My problem is fairly typical, but difficult to overcome. My motivation really has a major ebb and flow, sometimes requiring me to find an inspiring project, or manage a climb that scares me badly. Most often my stoke will build just knowing that we both love the area we’re in. Sadly, this isn’t the case so far.
The weather sucked in the New. Big time. Our normal course of action when the weather is bad is to freak out, make a rash decision about where to go, and laugh our asses off when it turns out that we wound up in an even worse situation. This time we freaked out, made a rash decision, and wound up in a place that is…ok. I don’t want to whine; our self-selected life style is awesome. We’re very fortunate to do what we’re doing and certainly aren’t ready to trade it yet. But so far, this trip is shaping up to be better known for its difficulties than its triumphs.
Really, the humor of the situation is kind of grey. We don’t mind being out to climb, but we’re just plain bemused about the North Carolina climbing scene. Not to be judgmental, but we’ve traveled pretty extensively and experienced some great destinations at this point. We’re picky. So when I read descriptions decrying the lack of national (and international) attention for Rumbling Bald I decide it is time to check this place out. I hear all the time that North Carolina climbers don’t like to share a lot of beta. They don’t want the wild hordes to descend on their crags they call jewel boxes. This is…almost laughable. Almost. Look, I think the setting is gorgeous, the weather isn’t terrible, but the stone is just ok. Being generous, I would give it two stars out of five. This isn’t to say that there aren’t some outlying blocs that are excellent. Nor is it a total indictment of the area. I mean, we considered the stone in Font to be largely 4 star with some superb blocs. We considered Bishop (a fantastic destination by the way) to be 3 stars, with some major exceptions both above and below. And I even managed to have some fun in Moe’s, though it is largely 0 star stone trending to 1 star on occasion.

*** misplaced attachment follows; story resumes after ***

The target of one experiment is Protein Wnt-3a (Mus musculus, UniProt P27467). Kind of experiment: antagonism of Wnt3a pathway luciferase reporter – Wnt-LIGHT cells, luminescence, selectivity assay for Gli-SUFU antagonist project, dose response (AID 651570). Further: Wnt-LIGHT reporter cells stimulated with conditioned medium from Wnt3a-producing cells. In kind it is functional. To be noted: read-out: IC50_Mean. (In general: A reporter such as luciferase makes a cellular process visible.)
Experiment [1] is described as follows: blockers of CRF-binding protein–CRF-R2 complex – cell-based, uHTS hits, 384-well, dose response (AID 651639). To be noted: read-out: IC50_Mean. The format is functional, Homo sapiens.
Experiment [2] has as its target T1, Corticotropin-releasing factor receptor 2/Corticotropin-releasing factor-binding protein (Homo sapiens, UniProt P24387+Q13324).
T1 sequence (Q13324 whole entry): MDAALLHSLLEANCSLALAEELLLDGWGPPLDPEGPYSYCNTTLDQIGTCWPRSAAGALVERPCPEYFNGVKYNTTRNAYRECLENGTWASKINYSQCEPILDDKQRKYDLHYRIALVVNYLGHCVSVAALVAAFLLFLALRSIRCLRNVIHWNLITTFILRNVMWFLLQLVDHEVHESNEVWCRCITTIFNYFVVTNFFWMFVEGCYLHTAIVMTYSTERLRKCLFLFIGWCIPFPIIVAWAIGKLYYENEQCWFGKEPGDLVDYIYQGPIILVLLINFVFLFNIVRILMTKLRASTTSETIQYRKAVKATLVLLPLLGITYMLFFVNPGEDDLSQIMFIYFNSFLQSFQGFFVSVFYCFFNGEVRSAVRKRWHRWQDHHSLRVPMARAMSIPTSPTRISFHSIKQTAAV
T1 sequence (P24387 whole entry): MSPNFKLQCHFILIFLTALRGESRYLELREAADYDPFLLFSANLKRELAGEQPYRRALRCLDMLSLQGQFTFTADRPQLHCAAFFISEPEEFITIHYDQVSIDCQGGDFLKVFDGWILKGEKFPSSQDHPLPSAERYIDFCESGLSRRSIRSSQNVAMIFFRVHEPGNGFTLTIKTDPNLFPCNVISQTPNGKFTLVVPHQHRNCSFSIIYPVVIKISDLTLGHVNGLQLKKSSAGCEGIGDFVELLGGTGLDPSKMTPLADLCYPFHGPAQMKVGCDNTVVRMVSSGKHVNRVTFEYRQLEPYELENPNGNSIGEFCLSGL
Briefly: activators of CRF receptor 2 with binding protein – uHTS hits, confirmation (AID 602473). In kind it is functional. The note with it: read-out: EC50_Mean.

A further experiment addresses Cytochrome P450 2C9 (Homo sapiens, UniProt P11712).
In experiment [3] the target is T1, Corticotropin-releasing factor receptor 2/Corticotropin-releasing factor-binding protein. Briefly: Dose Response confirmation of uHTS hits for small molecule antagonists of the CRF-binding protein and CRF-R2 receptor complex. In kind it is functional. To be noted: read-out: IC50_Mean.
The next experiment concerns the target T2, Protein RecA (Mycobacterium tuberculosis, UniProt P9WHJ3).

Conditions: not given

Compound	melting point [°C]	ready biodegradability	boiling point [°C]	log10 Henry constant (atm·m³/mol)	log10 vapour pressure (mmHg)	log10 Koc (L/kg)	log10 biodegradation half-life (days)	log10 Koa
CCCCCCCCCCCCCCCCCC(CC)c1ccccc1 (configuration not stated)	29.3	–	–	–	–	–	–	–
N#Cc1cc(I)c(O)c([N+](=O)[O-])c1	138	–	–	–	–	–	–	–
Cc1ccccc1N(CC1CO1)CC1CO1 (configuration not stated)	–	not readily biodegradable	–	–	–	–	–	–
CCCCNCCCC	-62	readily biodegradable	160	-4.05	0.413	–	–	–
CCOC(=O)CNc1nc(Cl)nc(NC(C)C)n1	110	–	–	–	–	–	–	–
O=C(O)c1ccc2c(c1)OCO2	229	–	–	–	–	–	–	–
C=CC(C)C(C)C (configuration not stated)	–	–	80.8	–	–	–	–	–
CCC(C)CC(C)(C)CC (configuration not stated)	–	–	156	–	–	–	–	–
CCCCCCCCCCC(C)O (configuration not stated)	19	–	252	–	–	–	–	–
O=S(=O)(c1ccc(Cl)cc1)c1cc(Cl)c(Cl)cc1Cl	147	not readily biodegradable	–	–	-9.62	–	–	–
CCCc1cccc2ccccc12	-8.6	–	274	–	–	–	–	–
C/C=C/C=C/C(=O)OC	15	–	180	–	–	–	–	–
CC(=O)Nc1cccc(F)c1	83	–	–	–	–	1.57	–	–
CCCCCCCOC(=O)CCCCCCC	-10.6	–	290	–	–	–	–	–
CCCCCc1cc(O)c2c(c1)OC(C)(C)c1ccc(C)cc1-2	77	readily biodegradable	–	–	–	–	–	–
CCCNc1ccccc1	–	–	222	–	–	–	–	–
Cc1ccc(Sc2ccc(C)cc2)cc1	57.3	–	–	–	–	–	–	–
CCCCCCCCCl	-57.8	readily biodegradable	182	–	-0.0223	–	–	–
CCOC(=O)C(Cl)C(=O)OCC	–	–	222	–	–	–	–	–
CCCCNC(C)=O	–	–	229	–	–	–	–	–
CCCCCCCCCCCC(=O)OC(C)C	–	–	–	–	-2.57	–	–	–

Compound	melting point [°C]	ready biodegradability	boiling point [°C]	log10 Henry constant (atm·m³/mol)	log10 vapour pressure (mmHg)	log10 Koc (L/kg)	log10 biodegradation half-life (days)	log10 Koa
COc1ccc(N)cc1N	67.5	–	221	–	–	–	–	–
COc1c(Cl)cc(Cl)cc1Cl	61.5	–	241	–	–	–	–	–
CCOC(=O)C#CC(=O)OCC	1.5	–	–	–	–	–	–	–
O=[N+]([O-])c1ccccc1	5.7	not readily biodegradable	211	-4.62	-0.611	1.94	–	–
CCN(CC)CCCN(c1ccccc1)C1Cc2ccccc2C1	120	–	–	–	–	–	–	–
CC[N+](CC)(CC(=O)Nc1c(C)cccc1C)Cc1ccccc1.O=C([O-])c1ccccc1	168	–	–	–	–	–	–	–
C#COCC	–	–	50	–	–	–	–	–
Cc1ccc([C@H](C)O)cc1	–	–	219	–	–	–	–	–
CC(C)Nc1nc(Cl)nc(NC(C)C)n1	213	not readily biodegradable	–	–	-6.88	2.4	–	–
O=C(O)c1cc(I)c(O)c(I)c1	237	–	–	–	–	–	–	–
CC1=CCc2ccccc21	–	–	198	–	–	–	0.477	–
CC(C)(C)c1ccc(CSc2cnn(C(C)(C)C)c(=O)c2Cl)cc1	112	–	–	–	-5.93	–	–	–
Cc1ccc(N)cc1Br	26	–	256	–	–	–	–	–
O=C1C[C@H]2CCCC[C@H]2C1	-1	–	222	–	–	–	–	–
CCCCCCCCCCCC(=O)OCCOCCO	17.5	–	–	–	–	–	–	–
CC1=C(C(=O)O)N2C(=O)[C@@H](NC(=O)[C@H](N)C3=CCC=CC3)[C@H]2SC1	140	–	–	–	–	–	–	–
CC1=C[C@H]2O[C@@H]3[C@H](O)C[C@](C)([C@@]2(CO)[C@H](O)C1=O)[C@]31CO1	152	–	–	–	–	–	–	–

So I can put up with low quality stone, I can even put up with people claiming that it is owed its due. What I can’t stand is the attitude that it should both be owed something and be protected from the masses. Even Rocktown (the best stone we’ve climbed, period) had no guidebook until very recently. This did absolutely nothing to reduce its popularity. So it is clear there is already a reason that the Bald is not already considered an elite climbing destination.